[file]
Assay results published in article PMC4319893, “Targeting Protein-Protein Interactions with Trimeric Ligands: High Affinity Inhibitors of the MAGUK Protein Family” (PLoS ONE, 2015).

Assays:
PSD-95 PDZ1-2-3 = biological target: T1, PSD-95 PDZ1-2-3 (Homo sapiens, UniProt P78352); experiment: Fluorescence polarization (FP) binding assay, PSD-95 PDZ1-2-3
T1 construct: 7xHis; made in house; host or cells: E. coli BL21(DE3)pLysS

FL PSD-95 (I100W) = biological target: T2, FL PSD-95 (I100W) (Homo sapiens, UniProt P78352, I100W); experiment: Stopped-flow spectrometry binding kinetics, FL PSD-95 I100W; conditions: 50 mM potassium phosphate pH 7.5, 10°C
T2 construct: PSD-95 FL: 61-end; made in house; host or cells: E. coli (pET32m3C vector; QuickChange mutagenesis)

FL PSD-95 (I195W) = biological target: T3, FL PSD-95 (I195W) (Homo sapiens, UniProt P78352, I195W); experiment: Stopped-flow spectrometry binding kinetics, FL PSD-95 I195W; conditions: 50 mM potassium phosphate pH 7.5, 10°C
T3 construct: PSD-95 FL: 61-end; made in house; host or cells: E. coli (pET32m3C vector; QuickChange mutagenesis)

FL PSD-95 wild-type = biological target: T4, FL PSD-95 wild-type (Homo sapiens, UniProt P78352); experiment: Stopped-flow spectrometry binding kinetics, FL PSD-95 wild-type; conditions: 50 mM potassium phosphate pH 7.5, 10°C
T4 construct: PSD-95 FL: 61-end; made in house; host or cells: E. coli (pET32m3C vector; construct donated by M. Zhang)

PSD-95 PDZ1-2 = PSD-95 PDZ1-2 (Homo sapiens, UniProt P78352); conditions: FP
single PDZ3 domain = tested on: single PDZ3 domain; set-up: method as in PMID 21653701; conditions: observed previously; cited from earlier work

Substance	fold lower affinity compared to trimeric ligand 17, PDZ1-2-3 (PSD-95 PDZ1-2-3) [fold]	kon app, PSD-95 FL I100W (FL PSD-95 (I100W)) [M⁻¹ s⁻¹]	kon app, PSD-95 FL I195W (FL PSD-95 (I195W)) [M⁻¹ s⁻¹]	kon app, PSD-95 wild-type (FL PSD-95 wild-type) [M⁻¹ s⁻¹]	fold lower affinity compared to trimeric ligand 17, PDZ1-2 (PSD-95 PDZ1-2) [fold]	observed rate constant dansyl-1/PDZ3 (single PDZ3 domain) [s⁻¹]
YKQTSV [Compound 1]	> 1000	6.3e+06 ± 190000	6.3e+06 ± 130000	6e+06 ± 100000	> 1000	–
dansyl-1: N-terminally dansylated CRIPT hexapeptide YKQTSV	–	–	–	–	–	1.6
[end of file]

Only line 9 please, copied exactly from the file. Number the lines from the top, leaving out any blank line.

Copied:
FL PSD-95 wild-type = biological target: T4, FL PSD-95 wild-type (Homo sapiens, UniProt P78352); experiment: Stopped-flow spectrometry binding kinetics, FL PSD-95 wild-type; conditions: 50 mM potassium phosphate pH 7.5, 10°C